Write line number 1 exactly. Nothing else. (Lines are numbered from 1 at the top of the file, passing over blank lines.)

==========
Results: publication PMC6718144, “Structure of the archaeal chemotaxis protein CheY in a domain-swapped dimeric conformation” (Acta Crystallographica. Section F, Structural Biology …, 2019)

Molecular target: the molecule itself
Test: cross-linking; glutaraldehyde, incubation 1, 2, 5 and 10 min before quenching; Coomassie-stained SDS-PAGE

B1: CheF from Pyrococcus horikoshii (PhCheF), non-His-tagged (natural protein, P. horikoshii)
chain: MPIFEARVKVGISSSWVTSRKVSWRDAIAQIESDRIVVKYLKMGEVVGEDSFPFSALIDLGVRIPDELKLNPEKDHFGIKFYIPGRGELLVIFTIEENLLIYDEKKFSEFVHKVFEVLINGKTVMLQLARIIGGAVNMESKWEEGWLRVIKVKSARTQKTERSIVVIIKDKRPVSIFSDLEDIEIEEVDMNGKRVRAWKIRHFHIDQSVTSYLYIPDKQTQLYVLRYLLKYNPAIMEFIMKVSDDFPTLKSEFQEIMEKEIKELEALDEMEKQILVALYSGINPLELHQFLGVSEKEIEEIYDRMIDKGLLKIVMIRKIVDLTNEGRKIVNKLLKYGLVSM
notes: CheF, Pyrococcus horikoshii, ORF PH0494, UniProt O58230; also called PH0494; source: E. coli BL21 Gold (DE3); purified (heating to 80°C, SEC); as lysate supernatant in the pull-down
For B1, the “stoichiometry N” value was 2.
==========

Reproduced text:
Results: publication PMC6718144, “Structure of the archaeal chemotaxis protein CheY in a domain-swapped dimeric conformation” (Acta Crystallographica. Section F, Structural Biology …, 2019)